Author: brian d foy
Audience: Intermediate/Advanced Perl programmers
Reviewer: Nikos Vaggalis
This is a book for experienced Perl programmers, who should at least have read the other two books of the trilogy, Learning Perl and Intermediate Perl. Even if you do belong to that category, you will probably find this book requires some effort.
Apart from demonstrating some coding techniques, this book is not about coding applications but rather about describing the infrastructure necessarily for building faster, better, maintainable programs. As such, I would logically divide the content like this:
- The Tools: Perl Debuggers, Profiling Perl, Benchmarking Perl, Cleaning Up Perl, Logging
- Maintainability: Configuring Perl Programs, Modules as Programs
- Preparing for the Unexpected: Secure Programming Techniques, Detecting and Reporting Errors
- Coding: Symbol Tables and Typeglobs, Dynamic Subroutines, Modifying and Jury-Rigging Modules, The Magic of Tied Variables
- Misc: Advanced Regular Expressions, Data Persistence, Working with Pod, Working with Bits
That my proposed structure for the book. Now lets see how foy goes about it
Chapter 1 "Advanced Regular Expressions" doesn't joke around. It gets steep right away by building a crude makeshift parser and, later on, by going through the concept of recursive regular expressions; as such you must be confident in your knowledge of Perl's regular expressions before tackling this one.
Chapter 2 "Secure Programming Techniques" contains practical tips on how to code defensively, being careful with the external data feeding your program. Taint Checking and the List Forms of system and exec are some of the preventative measures presented.
The next chapters, Perl Debuggers, Profiling Perl, Benchmarking Perl and Cleaning Up Perl are about the tools of the trade and the proper way of using them. The same tools (debugger,profiler,etc) and raw materials can be used by the master and the inexperienced alike but the difference is on the know how. Only the master will pose the techniques that enable him to cut development time and produce high quality fault-resistant code.
At this point, I should note that what the reader should actually try to do is to assimilate the mentality of the master rather than look at it as just a how-to guide. The author clearly presents his pattern of thinking, always explaining his choices, so you learn how to think in the same way and apply that mindset to your own challenges; I think that that’s the most valuable aspect of the book.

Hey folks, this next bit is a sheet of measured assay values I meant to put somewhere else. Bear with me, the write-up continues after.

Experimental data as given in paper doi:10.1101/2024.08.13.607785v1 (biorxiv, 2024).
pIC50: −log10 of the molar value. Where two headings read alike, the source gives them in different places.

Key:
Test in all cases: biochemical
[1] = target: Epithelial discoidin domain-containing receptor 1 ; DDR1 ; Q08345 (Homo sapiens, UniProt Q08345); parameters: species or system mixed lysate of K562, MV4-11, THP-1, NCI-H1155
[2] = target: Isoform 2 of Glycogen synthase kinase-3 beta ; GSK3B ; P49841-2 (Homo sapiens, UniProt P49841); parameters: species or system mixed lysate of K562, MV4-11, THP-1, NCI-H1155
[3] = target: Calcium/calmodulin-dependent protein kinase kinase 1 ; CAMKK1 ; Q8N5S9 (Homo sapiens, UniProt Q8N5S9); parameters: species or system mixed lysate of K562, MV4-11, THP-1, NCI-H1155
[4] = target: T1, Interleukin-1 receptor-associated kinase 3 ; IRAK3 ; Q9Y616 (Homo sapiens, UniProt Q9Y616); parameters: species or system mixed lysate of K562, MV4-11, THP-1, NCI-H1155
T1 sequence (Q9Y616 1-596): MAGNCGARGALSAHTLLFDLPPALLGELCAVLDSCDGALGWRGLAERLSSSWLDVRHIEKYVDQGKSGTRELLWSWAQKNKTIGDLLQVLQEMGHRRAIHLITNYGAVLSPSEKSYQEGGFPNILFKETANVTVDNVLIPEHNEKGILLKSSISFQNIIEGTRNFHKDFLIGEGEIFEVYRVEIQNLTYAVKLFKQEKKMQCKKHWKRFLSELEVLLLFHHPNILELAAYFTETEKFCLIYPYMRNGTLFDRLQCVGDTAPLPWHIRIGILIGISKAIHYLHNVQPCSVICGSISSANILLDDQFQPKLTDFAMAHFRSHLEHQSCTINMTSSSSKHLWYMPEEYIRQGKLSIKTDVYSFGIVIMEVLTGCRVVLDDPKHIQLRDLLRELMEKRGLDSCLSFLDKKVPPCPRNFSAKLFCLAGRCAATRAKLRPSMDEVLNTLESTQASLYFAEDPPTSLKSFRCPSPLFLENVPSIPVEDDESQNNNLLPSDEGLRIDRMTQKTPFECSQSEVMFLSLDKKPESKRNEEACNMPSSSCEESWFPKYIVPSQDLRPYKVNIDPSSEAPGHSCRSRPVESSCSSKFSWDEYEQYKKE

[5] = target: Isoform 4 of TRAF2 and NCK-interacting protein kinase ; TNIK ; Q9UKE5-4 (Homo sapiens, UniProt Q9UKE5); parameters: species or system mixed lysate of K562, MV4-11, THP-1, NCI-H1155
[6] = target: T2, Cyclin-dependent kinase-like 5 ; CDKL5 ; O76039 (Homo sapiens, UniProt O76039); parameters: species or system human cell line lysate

Although it looks like the chapters are self contained, chapters 7 "Symbol Tables and Typeglobs", 8 "Dynamic Subroutines" and 9 "Modifying and Jury-Rigging Modules" have to be read in that order to make sense and provide a complete picture, with the foundation laid in Chapter 7, where the concept of the symbol table is discussed. Dynamic Subroutines" could also go under "Tricks to play with subroutines" since it covers them extensively, presenting intuitive ways of using them. The third of these chapters examines the alternative paths one could take for modifying third party source code, ultimately leading to the replacing a module's parts at runtime , or monkey patching a la Perl style, that way injecting a sense of AOP.
The chapter on "Configuration", or how the environment can affect your program's runtime, contains advice on how to help yourself regarding your program's interaction with its users. Make it configurable to satisfy their needs for customization otherwise you risk them breaking your program because of them fiddling with the source.
Chapter 11, "Detecting and Reporting Errors" is the highlight of the book, I think. Nice, crisp explanations of the basics, concepts, errors , exceptions and reporting when things go wrong.
The "Working with Bits" chapter feels like material sprung out of a Computer Science class, while "Appendix A, Further Reading" sheds light onto another aspect of being a master; the master should not only study his specialty but be interested in the craft as a whole and should therefore read non Perl books as well. Hence, some very interesting titles are recommended.
Often appendixes contain non-essential info that does not fit with the rest of the content, but in this case, "Appendix B, brian’s Guide to Solving Any Perl Problem", proves to be very valuable as he provides his approach to problem solving as inheritance for the next generation of programmers
Wrapping up, this title is best approached like taking a peek into the treasure chest containing the journals of a master; it contains his condensed experience jammed inside a book. You'll get the most out of it if you can capture the way the master thinks and works and assimilate that for your own benefit .
But, do I feel like a master after completing it ? Certainly not, as the path to mastery requires much more than just reading a book. But it certainly makes for a strong push to the right direction.